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Tanzanian Architecture

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MASA Studio’s Competition-Winning Hostels Combine Modularity and Tradition for Cancer Patients

16:00 - 3 June, 2017
MASA Studio’s Competition-Winning Hostels Combine Modularity and Tradition for Cancer Patients, via MASA Studio
via MASA Studio

With a modular composition inspired by traditional sub-Saharan African building typologies, MASA Studio’s safe lodging proposal for Tanzanian cancer victims has been selected as the winner of the Hostels for Hope competition, which called for solutions to issues of health and safety in regards to the rehabilitation of cancer victims away from home in rural Africa. Organized by Pink Ribbon Red Ribbon, an international foundation combatting women’s cancers, the competition responds to the unfortunate decision that thousands of Tanzanian women have to make every year – to travel great lengths for unaffordable treatment and lodging, or to remain at home unable to fight the disease.

How Combining Traditional Asian and African Design Could Minimize Diseases in Rural Tanzania

09:30 - 9 October, 2016
How Combining Traditional Asian and African Design Could Minimize Diseases in Rural Tanzania, © Konstantin Ikonomidis
© Konstantin Ikonomidis

Architecture firm Ingvartsen Architects has turned their gaze towards “cultural exchange architecture”—not with the aim of exploring identity or experimenting with aesthetics, but with a practical purpose in mind: to minimize the spread of diseases. The Magoda Project combines Asian elements with traditional rural African building methods in the village of Magoda, in the Tanga region of Tanzania, taking shape in the form of eight prototype homes. The design goes to show that cultural exchanges in design and architecture can make great contributions towards problem solving for a humanitarian purposes, not only to improve health and hygiene, but also comfort and happiness.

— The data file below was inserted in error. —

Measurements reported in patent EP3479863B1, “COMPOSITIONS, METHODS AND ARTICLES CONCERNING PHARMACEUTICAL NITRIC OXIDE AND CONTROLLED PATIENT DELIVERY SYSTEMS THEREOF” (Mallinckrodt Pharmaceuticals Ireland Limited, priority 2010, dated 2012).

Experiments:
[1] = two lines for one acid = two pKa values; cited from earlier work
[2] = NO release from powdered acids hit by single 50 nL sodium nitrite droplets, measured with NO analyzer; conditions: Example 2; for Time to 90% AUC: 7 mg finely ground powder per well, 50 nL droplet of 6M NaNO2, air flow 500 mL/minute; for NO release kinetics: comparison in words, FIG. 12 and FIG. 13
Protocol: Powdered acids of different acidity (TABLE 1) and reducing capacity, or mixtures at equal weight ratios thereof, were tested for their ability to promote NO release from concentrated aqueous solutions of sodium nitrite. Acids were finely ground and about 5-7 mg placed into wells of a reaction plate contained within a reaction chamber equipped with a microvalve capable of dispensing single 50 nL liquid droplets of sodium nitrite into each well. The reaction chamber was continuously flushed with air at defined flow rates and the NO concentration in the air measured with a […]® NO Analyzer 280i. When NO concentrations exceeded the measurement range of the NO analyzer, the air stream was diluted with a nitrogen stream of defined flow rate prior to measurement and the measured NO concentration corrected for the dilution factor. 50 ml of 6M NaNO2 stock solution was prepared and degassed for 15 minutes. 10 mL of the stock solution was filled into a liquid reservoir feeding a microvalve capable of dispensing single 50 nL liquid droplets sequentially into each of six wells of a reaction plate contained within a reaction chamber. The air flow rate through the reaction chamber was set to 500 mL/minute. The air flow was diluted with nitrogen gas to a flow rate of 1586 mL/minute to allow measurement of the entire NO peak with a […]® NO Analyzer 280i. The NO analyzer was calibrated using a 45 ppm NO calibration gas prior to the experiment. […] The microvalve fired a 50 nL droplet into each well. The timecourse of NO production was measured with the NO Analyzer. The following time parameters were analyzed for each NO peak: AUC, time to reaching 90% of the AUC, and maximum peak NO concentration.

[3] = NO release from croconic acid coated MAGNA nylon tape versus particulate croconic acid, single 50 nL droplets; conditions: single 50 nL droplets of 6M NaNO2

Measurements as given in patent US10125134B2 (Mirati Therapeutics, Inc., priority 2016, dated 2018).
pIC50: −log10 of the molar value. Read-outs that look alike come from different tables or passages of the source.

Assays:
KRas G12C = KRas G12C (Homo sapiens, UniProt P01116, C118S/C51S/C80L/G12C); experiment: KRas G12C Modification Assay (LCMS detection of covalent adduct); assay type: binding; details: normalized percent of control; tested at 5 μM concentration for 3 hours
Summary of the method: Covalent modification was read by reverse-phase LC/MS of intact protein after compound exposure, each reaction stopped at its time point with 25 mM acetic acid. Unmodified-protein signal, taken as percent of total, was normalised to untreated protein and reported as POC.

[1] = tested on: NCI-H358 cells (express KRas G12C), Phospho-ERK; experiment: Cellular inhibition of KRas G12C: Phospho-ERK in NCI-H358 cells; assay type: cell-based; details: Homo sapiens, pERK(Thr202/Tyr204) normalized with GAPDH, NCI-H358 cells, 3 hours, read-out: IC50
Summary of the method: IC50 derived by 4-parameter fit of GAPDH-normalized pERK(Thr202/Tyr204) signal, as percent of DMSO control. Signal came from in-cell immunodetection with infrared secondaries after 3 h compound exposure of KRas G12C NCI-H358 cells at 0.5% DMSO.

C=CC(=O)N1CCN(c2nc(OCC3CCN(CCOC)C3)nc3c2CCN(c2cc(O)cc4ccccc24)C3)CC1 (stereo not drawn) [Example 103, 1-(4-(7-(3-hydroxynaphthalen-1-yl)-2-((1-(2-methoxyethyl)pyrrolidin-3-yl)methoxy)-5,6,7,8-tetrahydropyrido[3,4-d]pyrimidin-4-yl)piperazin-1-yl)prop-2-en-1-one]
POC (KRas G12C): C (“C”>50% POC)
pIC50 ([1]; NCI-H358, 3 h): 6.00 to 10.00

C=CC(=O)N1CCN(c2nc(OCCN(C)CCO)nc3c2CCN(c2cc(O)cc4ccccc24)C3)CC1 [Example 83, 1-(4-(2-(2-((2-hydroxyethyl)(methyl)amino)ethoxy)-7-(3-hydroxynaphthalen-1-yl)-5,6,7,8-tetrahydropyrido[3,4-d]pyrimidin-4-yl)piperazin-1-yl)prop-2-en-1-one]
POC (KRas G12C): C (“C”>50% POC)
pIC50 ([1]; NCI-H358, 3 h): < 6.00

How Simple Earth Blocks Could Revolutionize Construction for the African Island of Pemba

01:00 - 31 December, 2014
How Simple Earth Blocks Could Revolutionize Construction for the African Island of Pemba, Local block maker Ali Cedric making blocks for sale in Pujini, Pemba Island. Image © Craig Norris
Local block maker Ali Cedric making blocks for sale in Pujini, Pemba Island. Image © Craig Norris

Pemba, a small Tanzanian island off of Africa's Eastern coast, is undergoing something of a construction boom. With half of the population aged under 30 and a culture in which a man must build a house before he can get married, a wave of new informal housing is sweeping the island. Historically, construction methods used by the islanders have been problematic: traditional wattle & daub construction typically survives for just 5-7 years; its replacement, bricks made of coral, not only require large amounts of energy to extract but have a devastating effect on the environment; and modern cement bricks most be imported at high costs.

"Forms of Freedom: African Independence and Nordic Models" - The Nordic Pavilion at the Venice Biennale 2014

00:00 - 15 June, 2014
"Forms of Freedom: African Independence and Nordic Models" - The Nordic Pavilion at the Venice Biennale 2014, © Nico Saieh
© Nico Saieh

From the Curators. The exhibition at the Nordic Pavilion has been titled FORMS OF FREEDOM: African Independence and Nordic Models. The exhibition explores and documents how modern Nordic architecture was an integral part of Nordic aid to East Africa in the 1960s and 1970s. The resulting architecture is of a scope and quality that has not previously been comprehensively studied or exhibited.

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